Note: Before I thought about starting a blog, I wanted to write a book : an actual book with palpable pages that told Julianna’s story in a linear fashion. Maybe I’ll do it one day. For now, I’ll tell her life story post by post.
Chapter 1: 0-3 months
When Alex was seven weeks old, he got kicked out of daycare. The daycare provider was very sorry, but he was too fussy and had to be held all the time. True to form, I blamed myself. It was my fault for having to go back to work so soon. We had produced a high maintenance, colicky child. No one would be able to handle him.
Tracey was our next daycare provider. She had 15 years of experience, and was a baby whisperer. (She was also from England, and is the reason our kids still say “bum” instead of something more crass. It’s awesome.) She told me that Alex was just a typical baby, and babies need holding, but I didn’t believe it completely. I worried for a while that she would eventually catch on and kick us out too. At about six months, he seemed to mellow out. All the books said that this was when colic usually stopped, so we were relieved: we had survived colic!
Julianna came two years later, and just demolished our understanding of colic. She had colic. My strongest memory of those early months is pacing at all hours with an inconsolable, unhappy bundle. If I held her and jiggled her and shushed her just right, she would stop for a while. Any deviation from approved practice would begin the crying — and my misery — again.
At around two months, we began to have problems feeding Julianna. In retrospect, this was the first symptom of her neuromuscular disease, but we chalked it up to evil colic. Even the uber-competent Tracey had a hard time feeding her. It would take 30 minutes to go through 2oz, and she would only take tiny sips before turning her head away. Sometimes she refused for long stretches. Eventually Steve found the One Magic Position that usually worked: wrapped up tight like a burrito, on our lap, on her right side, held about six inches away from our bodies. (It also didn’t hurt to throw salt over our shoulder, knock on wood and find a four-leaf clover.)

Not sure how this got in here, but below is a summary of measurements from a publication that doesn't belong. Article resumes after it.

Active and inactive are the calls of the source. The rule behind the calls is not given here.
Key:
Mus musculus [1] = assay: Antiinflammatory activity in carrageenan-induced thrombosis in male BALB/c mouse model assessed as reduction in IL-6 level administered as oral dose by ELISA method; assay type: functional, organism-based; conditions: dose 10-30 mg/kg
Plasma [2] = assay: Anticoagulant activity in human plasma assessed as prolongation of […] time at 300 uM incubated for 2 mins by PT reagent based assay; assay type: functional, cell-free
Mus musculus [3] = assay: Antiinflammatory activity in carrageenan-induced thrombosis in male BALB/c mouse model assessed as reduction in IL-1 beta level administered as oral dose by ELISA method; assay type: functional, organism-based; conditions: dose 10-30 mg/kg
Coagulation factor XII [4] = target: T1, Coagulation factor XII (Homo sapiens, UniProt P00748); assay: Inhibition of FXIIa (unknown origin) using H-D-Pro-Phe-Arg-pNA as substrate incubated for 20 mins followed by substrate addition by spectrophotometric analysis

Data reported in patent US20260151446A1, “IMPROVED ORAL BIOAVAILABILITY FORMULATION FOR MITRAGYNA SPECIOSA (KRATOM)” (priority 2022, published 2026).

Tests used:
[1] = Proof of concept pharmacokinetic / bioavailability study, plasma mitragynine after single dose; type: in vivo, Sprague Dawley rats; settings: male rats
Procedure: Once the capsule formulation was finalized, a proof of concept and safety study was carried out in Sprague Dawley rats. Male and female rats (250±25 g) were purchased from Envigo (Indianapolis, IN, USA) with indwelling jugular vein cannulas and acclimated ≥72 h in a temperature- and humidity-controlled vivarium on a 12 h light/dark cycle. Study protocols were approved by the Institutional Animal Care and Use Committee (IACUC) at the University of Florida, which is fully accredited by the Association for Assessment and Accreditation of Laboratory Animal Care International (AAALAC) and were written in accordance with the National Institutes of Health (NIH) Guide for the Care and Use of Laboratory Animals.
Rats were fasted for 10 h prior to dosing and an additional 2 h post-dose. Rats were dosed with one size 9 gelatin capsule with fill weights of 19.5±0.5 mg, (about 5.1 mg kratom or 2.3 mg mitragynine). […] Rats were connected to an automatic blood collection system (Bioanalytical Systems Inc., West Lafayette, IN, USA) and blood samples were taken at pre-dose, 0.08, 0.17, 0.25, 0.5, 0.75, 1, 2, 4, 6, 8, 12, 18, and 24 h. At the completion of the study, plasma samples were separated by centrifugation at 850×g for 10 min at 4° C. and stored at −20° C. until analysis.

I don’t remember how long the colic lasted, but it was a slow fade. It did get better around six months, (just like the books said) but there was also high drama for years afterwards.
J has always been able to cry on (her) demand. Not just the sniffles: Hollywood close-up worthy, with copious tears. We started calling her histrionic alter ego “Carrie”. “Carrie” would storm in, do her damage, then leave just as abruptly. We would express our relief – “We’re so glad we have J back! Carrie is not as fun.” J would agree and wonder out loud why Carrie was so unpleasant.
(No offense to all the wonderful Carrie’s out there. The name came to me on the fly. Alex’s equivalent is “Ned”, as in negative “Ned.” I have one too, but the kids have not come up with a name for her yet.)
It’s ironic now, because J is sunny and happy almost all of the time. Carrie has been largely replaced by charm, bossiness and exquisite control of language.
The waterworks still make an occasional appearance, and they are quite impressive. A few months ago, I decided to find out her secret:
Dec 2015 – journal entry
M: Julianna, how do you cry so easily? I can’t do that…
J: I open and close my eyes and think of something sad.
M: like what?
J: not sharing.